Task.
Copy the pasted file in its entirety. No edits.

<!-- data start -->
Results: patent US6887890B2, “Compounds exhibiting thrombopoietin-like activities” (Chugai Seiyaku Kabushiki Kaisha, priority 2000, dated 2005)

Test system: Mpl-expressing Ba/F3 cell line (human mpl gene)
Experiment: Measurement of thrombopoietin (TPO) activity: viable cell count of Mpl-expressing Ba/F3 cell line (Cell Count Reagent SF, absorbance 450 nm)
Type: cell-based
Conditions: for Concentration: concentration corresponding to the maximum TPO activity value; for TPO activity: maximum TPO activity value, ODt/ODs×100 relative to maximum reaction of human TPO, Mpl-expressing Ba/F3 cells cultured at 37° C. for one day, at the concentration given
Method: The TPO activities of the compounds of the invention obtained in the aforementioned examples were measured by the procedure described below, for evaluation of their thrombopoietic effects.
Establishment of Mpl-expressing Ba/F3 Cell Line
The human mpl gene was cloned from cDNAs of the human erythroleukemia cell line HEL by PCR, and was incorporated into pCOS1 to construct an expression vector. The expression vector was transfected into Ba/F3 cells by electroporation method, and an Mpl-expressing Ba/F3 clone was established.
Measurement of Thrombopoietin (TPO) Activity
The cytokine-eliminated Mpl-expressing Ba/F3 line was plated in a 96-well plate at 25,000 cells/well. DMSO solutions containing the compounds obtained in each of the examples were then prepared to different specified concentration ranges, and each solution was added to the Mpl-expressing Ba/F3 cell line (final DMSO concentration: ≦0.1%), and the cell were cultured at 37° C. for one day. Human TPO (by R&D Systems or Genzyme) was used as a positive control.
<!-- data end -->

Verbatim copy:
Results: patent US6887890B2, “Compounds exhibiting thrombopoietin-like activities” (Chugai Seiyaku Kabushiki Kaisha, priority 2000, dated 2005)

Test system: Mpl-expressing Ba/F3 cell line (human mpl gene)
Experiment: Measurement of thrombopoietin (TPO) activity: viable cell count of Mpl-expressing Ba/F3 cell line (Cell Count Reagent SF, absorbance 450 nm)
Type: cell-based
Conditions: for Concentration: concentration corresponding to the maximum TPO activity value; for TPO activity: maximum TPO activity value, ODt/ODs×100 relative to maximum reaction of human TPO, Mpl-expressing Ba/F3 cells cultured at 37° C. for one day, at the concentration given
Method: The TPO activities of the compounds of the invention obtained in the aforementioned examples were measured by the procedure described below, for evaluation of their thrombopoietic effects.
Establishment of Mpl-expressing Ba/F3 Cell Line
The human mpl gene was cloned from cDNAs of the human erythroleukemia cell line HEL by PCR, and was incorporated into pCOS1 to construct an expression vector. The expression vector was transfected into Ba/F3 cells by electroporation method, and an Mpl-expressing Ba/F3 clone was established.
Measurement of Thrombopoietin (TPO) Activity
The cytokine-eliminated Mpl-expressing Ba/F3 line was plated in a 96-well plate at 25,000 cells/well. DMSO solutions containing the compounds obtained in each of the examples were then prepared to different specified concentration ranges, and each solution was added to the Mpl-expressing Ba/F3 cell line (final DMSO concentration: ≦0.1%), and the cell were cultured at 37° C. for one day. Human TPO (by R&D Systems or Genzyme) was used as a positive control.